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Did You Know These 7 Everyday Items Contain Plastic?

 Hidden plastics are everywhere, how can we avoid them?

When we first set up our plastic-free shop, we wanted to share our eye-opening findings as far and wide as possible. I remember telling friends that most tea bags contained plastic and their response was absolute amazement.

In truth we are surrounded by plastic. And it's not just the obvious plastic water bottles or single-use food packaging, hidden plastic is everywhere. We're here to impart our knowledge and share with you which everyday items contain plastic and what you can do to make the switch to plastic-free products.

 

Plastic Free Tea Bags - Life Before Plastik

 

1. Tea bags contain plastic

Yes, that's right. I couldn't believe it either but tea bags are sealed together using a plastic-based glue. That means that when you are drinking tea, you are potentially drinking very small micro-plastics. And that tea bag you've just popped in the food waste? It will never fully compost!

Don't worry too much as there are some great plastic-free tea alternatives. There are now a host of tea bags minus the plastic, or why not stick to the traditional and excellent-tasting loose tea combined with a tea strainer.

 

2. Chewing gum is not plastic free

Whilst in the past chewing gum was made from tree sap, we are now chewing plastic. The plastic used to make chewing gum is a polymer, it is this ingredient that helps the gum to be stretchy and sticky. Now think of all those times you swallowed your chewing gum, slightly scary to think about the impact that plastic may have had to your body. 

Luckily, there are now different variety of plastic-free chewing gums, many made from the original tree sap so you can rest assured you're not chewing on plastic.

 

3. TetraPaks contain a thin layer of plastic 

TetraPaks are a useful packaging material, as they are lightweight and predominately made from paper. Yet, though lots of plant-based milk alternatives are packaged in TetraPaks, they do contain a thin layer of plastic. This causes a problem with recycling as not every waste management facility can process these. 

If you are using TetraPaks for your milk alternative, we recommend checking with your local milk provider as many are now also delivering oat milk in glass bottles which can be returned and reused.

 

4. Car tyres are another hidden plastic

Car tyres are made of both natural rubber and a plastic polymer, this means that whilst driving, tiny micro-plastics are shed from the tyres and end up washing down our drains, into our rivers and oceans. In fact, one report claims that in the UK vehicle tyres are responsible for generating 68,000 tonnes of micro-plastics a year.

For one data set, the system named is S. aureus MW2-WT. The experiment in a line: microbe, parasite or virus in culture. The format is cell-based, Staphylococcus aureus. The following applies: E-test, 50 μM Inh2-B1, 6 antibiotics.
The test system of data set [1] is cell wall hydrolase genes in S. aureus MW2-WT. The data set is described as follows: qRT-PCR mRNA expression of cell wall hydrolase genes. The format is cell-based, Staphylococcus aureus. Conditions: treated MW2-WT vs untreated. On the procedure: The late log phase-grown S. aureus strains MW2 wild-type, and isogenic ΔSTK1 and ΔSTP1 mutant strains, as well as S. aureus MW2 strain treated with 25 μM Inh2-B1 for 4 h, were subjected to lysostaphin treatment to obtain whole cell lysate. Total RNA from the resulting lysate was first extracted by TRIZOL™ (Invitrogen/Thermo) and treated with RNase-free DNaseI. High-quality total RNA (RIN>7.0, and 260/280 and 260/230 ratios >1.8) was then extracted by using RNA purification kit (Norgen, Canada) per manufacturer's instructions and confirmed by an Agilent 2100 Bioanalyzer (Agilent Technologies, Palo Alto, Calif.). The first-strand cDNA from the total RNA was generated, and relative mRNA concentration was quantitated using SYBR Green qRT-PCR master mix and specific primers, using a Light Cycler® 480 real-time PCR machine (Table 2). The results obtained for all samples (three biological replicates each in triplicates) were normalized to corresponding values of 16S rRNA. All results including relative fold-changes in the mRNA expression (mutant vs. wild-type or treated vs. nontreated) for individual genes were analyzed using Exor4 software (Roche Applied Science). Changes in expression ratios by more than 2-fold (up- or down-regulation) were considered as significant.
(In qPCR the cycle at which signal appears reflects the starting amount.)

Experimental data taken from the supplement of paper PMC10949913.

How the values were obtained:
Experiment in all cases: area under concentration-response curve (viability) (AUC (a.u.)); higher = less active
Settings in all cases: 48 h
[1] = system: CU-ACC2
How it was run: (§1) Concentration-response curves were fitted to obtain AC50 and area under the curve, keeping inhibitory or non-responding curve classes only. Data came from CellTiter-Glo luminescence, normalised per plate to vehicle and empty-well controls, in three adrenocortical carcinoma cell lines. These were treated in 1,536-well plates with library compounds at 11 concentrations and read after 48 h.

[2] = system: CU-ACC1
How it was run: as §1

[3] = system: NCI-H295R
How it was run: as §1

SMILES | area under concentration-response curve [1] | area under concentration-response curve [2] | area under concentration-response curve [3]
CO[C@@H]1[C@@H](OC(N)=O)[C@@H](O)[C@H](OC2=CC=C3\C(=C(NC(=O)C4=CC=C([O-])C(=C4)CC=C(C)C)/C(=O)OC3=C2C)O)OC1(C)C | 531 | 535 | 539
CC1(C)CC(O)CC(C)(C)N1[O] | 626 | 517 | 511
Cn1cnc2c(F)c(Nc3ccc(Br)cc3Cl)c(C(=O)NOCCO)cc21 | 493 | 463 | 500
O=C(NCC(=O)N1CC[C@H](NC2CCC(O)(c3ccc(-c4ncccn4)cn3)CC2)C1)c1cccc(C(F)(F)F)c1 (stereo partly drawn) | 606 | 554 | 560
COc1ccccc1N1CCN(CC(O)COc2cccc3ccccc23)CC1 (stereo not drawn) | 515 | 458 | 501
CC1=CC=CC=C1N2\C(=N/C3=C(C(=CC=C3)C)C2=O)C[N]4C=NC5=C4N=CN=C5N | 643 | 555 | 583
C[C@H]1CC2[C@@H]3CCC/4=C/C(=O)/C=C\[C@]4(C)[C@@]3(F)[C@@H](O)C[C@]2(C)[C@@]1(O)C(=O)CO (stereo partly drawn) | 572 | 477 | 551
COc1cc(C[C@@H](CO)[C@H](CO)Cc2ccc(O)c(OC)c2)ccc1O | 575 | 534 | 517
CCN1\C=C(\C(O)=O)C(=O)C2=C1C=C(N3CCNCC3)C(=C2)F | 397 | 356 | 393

Our best recommendation for avoiding this? Walk. We know it's not possible for every trip, but do think twice about heading out in your car, or even swap to a bicycle which has less surface area on the tyres and will contribute less to this figure. 

 

Car Tyres - Life Before Plastik

 

5. Metal jar lids are not plastic-free

Who knew that the metal lids on glass jars are not 100% made from metal! Typically a glass jar lid is made from steel with a polyethylene lining. The good news is that these lids can still be recycled. The plastic is burnt from the metal, though it does mean that the plastic fumes are let out into the atmosphere. This is important to remember as plastic is made from oil which will release carbon.

Once you've purchased a glass jar, try to reuse these over and over again. We use ours for all sorts from food storage containers to vases. The opportunities are endless!

 

6. Cigarette filters contain plastic

The filters or butts from a cigarette are made from a cellulose type of plastic. When disposing of these filters, make sure to pop them in a bin and not to leave them in the environment. After a cigarette has been smoked, the butt will not decompose and will also contain the harmful tar from the tobacco.

If it is an option for you, the best solution to reducing your plastic intake is to quit smoking.

 

7. Plasters are not compostable

Plasters are made from both the gauze for the wound and a sticky backing. It is this backing that contains plastic. You can see this more clearly when you look at water-proof bandaids. The shiny surface is often a good sign of something containing plastic. And it's not just the plaster itself. Each plaster is packaged in its very own sterile plastic wrapper. None of these items being compostable. 

The good news is that there is an alternative. It's now possible to get plastic-free compostable plasters which compost at the same rate as an orange peel!

 

Conclusion

If nothing else, learning all of this information has taught us to do a little more research before assuming that something is plastic-free and safe for us to use. Plastic pollution really is everywhere and hidden plastics are lurking around in our everyday items. But that does not mean we have to accept it! 

Making the switch to plastic-free products is one easy way to reduce your plastic footprint. Another is to raise awareness by speaking to others and helping them make reductions to their everyday hidden plastics. 

 

Are there any other hidden plastics we've missed from the list? Let us know in the comments.

 

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